Jump to ContentJump to Main Navigation
Science and the RajA Study of British India$
Users without a subscription are not able to see the full content.

Deepak Kumar

Print publication date: 2006

Print ISBN-13: 9780195687149

Published to Oxford Scholarship Online: October 2012

DOI: 10.1093/acprof:oso/9780195687149.001.0001

Show Summary Details
Page of

PRINTED FROM OXFORD SCHOLARSHIP ONLINE (www.oxfordscholarship.com). (c) Copyright Oxford University Press, 2019. All Rights Reserved. Under the terms of the licence agreement, an individual user may print out a PDF of a single chapter of a monograph in OSO for personal use (for details see www.oxfordscholarship.com/page/privacy-policy).date: 18 July 2019

Response and Resistance

Response and Resistance

(p.180) Chapter 6 Response and Resistance
Science and the Raj

Deepak Kumar

Oxford University Press

Close contact with a vibrant foreign culture stirred the minds of the local people. A few individuals responded by publishing scientific books and journals, while some decided to organize scientific organizations and institutions. Edward Said has argued that power and knowledge relationships are linked to the relationship between the different types of texts (which are possessed and professed by the colonizers and the colonized). The context of colonization precludes the possibility of knowledge being used in a non-dominative way. Unlike Said, Homi Bhabha argues that colonial power and discourse does not belong entirely to the colonizer. He situates the kernel of colonial discourse in the conflict of knowledge/disavowal, power/disempowerment, absence/presence, mastery/defence. Cultural historians have discussed two concepts associated with imperialism: distance and difference. Moreover, Jagdish Bose tried to show how the values of modern science were congruent, rather than poles apart, with the Indian ethos.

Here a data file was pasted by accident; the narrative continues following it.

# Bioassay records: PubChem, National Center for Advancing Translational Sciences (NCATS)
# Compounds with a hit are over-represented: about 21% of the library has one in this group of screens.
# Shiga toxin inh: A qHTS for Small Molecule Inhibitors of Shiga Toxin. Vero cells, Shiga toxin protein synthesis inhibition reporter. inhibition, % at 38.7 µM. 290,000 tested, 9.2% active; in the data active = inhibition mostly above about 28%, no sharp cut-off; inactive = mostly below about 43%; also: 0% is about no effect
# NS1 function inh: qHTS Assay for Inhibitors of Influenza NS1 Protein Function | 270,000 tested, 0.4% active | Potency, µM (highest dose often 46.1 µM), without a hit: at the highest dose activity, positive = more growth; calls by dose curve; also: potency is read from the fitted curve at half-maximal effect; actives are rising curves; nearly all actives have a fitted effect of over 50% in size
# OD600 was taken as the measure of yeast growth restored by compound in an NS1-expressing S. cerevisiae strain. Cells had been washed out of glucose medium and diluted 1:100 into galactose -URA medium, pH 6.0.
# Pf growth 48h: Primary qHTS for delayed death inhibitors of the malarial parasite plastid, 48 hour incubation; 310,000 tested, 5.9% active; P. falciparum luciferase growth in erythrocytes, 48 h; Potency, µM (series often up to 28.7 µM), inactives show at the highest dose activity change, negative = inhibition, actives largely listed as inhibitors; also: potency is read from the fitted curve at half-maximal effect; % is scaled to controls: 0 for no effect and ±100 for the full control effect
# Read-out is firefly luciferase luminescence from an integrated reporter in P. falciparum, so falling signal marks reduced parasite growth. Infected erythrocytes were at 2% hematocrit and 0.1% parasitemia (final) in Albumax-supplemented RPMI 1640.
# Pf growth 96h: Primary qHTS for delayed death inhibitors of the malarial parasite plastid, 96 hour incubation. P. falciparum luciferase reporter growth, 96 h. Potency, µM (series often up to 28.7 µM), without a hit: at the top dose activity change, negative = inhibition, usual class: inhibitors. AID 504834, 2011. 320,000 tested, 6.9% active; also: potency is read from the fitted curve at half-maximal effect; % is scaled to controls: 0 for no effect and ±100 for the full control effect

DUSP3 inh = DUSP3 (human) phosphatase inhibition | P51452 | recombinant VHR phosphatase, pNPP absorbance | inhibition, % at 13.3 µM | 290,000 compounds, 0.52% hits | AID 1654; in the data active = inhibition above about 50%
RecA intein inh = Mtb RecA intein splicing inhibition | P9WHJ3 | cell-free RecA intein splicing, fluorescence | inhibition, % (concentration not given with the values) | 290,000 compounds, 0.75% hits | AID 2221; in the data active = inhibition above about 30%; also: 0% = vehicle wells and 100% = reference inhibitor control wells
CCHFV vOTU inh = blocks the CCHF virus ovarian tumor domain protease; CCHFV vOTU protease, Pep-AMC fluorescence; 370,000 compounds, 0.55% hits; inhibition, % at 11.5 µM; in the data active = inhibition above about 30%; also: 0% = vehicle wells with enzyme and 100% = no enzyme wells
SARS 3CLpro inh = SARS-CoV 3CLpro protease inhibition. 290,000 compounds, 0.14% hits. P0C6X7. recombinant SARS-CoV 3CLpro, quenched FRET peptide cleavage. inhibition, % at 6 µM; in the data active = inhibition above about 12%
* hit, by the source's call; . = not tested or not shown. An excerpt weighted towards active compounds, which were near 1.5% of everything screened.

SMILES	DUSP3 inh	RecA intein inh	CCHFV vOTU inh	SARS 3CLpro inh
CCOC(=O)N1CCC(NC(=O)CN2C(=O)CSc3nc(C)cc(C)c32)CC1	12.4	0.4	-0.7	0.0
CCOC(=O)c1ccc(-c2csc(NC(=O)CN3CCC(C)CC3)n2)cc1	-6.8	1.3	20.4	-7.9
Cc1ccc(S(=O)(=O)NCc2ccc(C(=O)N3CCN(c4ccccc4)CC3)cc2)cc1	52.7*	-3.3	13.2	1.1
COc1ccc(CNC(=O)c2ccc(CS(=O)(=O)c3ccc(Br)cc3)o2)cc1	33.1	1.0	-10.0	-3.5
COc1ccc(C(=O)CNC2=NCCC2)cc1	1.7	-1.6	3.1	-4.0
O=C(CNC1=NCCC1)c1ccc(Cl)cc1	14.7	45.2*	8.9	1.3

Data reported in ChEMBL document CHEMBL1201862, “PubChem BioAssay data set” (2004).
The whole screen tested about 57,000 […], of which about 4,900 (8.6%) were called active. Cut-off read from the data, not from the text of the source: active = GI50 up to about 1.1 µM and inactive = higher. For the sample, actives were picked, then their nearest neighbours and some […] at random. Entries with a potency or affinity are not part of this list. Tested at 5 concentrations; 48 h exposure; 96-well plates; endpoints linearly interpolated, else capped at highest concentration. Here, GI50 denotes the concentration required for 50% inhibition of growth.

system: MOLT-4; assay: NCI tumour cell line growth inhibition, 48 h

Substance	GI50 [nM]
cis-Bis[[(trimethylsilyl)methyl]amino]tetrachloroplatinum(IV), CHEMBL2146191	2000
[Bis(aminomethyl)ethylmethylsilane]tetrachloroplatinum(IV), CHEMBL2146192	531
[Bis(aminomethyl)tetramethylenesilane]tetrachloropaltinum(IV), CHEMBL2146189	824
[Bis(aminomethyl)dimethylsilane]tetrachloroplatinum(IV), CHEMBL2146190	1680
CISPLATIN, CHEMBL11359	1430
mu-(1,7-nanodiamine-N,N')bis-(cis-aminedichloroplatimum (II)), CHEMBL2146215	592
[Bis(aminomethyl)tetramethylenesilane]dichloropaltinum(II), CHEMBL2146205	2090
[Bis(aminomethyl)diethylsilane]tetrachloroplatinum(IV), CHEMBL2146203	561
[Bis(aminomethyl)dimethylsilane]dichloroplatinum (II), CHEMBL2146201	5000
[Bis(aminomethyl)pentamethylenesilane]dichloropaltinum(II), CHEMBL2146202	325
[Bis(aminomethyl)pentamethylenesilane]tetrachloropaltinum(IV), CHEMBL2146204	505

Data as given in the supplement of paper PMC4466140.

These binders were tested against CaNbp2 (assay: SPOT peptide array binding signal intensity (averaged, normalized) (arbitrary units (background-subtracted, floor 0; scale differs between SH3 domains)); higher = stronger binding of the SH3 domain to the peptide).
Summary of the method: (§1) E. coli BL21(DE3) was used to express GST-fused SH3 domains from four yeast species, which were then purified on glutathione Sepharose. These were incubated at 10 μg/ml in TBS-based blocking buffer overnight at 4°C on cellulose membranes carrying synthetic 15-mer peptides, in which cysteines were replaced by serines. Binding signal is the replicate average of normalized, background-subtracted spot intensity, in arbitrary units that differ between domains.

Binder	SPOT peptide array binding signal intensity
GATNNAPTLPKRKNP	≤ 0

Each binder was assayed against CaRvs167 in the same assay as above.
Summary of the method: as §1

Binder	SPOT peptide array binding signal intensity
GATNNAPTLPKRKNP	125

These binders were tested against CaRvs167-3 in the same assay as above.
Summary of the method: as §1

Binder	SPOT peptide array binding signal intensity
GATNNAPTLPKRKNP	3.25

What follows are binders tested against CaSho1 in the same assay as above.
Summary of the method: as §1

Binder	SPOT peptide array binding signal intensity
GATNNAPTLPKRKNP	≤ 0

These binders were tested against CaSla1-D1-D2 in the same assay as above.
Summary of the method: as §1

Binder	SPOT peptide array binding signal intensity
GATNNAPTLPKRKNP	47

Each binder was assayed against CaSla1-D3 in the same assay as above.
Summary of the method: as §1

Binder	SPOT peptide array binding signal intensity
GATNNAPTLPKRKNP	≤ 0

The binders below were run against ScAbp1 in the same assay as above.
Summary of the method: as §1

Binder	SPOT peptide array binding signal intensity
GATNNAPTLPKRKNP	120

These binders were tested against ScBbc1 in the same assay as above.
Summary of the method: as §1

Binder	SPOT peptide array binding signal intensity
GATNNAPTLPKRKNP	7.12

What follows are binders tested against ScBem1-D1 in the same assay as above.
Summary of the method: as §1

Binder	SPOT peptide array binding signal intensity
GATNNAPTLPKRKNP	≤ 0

Keywords:   science, Edward Said, colonization, imperialism, distance, difference, ethos, Homi Bhabha, knowledge, power

Oxford Scholarship Online requires a subscription or purchase to access the full text of books within the service. Public users can however freely search the site and view the abstracts and keywords for each book and chapter.

Please, subscribe or login to access full text content.

If you think you should have access to this title, please contact your librarian.

To troubleshoot, please check our FAQs , and if you can't find the answer there, please contact us .